Great Lakes Indiana Climate

Great Lakes Communities and Ecosystems at RiskThe Regionspacer
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• Climate in the Region
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• Overview
• Migrating Climates
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Climate Change in Indiana
Piping Plover
Climate Projections
Human Health
Property and Infrastructure
Recreation & Tourism
Water Supply & Pollution
Climate Solutions
Resources & Links

Projected Climate Change in Indiana:
Indiana's climate is known for both cold winters that favor a variety of winter sports, as well as warm summers that appeal to thousands of vacationers each year and provide a boost for Indiana's local economies. Precipitation and climate in Indiana has also contributed to the success of Indiana's agriculture— including crops such as feed crop (corn), soybean, and tobacco production. Each of these unique features is threatened by projected changes in climate.

The latest, most reliable projections of future climate change combine 100 years of historical data for Indiana with the most up-to-date general circulation models of the Earth's climate system. In general Indiana's climate will grow considerably warmer and probably drier during this century, especially in the summer. As a result of these changes, by 2030 Indiana's summer climate is expected to feel like that of present day Missouri with winters that fell like current day southern Ohio. By 2095 summer may be like the current climate of Oklahoma, while winters may resemble Virginia.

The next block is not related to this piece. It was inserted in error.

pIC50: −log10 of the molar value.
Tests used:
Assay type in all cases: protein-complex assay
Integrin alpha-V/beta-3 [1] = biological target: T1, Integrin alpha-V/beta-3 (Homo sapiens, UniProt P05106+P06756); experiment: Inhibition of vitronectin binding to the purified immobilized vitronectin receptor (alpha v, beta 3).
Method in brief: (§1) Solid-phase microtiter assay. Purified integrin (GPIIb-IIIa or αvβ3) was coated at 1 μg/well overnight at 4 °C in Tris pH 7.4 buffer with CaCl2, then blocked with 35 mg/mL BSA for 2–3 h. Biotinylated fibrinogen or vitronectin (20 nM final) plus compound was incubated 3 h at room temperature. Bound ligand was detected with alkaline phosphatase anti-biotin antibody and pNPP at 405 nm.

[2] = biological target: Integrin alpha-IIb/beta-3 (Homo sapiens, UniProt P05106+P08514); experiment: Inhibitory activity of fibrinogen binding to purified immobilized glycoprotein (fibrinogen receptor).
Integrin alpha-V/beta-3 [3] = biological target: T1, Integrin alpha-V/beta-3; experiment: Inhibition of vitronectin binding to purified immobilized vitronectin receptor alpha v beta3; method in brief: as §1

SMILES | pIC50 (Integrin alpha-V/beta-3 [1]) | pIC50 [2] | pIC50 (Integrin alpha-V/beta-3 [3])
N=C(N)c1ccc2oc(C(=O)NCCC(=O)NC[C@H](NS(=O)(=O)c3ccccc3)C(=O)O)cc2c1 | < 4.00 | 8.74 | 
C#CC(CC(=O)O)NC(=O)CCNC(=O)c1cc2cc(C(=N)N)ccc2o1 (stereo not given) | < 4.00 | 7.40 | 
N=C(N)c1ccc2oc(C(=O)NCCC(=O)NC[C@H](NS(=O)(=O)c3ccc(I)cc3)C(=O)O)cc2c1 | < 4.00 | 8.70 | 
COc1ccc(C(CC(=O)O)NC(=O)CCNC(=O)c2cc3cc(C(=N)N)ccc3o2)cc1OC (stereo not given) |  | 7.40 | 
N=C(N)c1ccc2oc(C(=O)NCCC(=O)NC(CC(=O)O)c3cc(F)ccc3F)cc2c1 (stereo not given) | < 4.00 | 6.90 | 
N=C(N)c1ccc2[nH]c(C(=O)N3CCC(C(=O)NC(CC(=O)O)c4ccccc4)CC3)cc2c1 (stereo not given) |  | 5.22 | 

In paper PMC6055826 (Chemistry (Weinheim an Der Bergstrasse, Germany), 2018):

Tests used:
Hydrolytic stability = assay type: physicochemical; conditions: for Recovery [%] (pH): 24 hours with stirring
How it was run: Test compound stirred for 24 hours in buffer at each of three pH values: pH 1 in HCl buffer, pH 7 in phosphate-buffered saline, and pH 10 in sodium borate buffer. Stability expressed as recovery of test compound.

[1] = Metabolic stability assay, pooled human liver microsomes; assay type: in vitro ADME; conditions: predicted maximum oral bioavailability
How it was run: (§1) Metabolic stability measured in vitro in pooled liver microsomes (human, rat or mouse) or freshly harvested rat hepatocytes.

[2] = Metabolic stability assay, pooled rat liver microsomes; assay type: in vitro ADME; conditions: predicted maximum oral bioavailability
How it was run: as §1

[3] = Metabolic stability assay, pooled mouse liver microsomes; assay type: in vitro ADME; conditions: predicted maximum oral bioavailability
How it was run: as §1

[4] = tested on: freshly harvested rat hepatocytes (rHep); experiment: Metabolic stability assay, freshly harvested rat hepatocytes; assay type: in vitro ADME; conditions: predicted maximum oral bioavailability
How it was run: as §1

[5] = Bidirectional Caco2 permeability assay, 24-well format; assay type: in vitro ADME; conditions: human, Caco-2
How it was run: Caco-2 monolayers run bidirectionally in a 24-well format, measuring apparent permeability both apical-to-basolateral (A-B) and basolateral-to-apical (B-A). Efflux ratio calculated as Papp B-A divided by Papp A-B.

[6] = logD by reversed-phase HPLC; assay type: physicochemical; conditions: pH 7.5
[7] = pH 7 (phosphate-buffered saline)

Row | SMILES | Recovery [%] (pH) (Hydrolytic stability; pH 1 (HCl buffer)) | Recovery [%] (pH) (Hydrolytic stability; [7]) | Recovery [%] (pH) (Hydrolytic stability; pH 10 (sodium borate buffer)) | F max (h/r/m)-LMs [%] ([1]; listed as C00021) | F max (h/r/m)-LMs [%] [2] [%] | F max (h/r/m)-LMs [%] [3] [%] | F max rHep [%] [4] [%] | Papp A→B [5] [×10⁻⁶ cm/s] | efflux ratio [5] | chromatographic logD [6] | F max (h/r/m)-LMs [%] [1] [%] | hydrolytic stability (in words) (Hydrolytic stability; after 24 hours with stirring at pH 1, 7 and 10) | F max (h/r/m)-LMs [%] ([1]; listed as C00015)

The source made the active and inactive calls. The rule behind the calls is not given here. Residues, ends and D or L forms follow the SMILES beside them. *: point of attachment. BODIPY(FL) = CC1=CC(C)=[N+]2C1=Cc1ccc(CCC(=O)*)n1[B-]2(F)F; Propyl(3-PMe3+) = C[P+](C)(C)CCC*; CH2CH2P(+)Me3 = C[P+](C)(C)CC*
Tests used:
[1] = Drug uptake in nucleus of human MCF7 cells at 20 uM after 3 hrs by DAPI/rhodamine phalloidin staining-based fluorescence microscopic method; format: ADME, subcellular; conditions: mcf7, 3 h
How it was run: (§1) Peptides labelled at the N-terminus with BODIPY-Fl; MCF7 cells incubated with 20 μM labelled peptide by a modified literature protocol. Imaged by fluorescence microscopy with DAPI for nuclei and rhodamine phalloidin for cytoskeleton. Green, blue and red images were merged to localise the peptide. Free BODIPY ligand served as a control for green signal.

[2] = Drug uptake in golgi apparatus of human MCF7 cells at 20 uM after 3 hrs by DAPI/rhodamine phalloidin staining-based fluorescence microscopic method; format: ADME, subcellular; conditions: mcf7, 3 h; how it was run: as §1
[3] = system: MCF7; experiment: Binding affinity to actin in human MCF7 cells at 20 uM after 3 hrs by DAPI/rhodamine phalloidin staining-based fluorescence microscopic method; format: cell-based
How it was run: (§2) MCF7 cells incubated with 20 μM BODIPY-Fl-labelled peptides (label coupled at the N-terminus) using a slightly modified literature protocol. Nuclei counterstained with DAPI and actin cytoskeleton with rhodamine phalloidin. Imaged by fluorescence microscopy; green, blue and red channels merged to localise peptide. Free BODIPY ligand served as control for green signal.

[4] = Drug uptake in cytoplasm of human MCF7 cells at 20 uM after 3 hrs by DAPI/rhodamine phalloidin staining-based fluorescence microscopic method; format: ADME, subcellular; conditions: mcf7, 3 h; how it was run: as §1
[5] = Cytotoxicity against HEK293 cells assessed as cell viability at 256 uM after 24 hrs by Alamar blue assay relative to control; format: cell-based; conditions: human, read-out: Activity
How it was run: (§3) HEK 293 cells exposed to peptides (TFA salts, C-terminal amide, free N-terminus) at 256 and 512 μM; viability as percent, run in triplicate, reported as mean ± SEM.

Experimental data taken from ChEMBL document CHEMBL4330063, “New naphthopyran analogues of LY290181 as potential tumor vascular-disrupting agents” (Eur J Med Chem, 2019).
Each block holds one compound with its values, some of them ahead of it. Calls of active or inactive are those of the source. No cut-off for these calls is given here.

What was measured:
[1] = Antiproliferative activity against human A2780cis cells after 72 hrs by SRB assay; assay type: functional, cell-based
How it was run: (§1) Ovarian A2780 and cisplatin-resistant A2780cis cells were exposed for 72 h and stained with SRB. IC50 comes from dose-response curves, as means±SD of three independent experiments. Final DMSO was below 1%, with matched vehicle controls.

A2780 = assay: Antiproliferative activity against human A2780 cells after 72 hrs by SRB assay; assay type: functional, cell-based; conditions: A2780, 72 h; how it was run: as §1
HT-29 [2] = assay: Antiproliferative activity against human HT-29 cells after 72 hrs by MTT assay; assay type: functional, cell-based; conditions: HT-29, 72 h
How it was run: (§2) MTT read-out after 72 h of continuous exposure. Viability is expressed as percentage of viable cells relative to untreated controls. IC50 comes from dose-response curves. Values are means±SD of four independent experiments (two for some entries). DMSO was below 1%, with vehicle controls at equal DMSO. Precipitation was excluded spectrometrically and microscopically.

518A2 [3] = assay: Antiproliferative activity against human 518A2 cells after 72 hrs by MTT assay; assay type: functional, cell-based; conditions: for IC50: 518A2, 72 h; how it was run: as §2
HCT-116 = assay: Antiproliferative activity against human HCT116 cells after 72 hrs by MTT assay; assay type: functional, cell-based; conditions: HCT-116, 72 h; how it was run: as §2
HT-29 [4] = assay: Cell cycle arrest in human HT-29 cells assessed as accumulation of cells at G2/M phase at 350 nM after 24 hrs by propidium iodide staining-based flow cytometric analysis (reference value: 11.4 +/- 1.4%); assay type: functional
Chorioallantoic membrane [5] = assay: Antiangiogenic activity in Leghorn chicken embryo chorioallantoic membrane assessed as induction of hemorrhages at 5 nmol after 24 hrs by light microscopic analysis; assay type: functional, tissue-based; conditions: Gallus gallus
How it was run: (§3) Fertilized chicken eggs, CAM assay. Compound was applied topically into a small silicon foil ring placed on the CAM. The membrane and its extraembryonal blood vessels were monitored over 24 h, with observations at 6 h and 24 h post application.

Below is more detail on these projections. For a graphical depiction, see the Migrating Climates feature.

Projected Climate Changes in Indiana
Warmer Temperatures
By the end of the century, winter temperatures are projected to increase by 5-7oF; summer temperatures are projected to increase 8-10oF.

Precipitation Changes While annual average precipitation may not change much, Indiana may grow drier overall because rainfall cannot compensate for the drying effects of a warmer climate, especially in the summer. Seasonal precipitation in Indiana is likely to change, increasing 5-10% in the winter and decreasing 10-15% in the summer.

Extreme Events
Extreme heat will be more common, and the frequency of heavy rainstorms will increase.

Growing Season

The growing season could be 3-6 weeks longer.

Photo Credits:
Piping Plover -- National Park Service, Indiana Dunes National Lakeshore.
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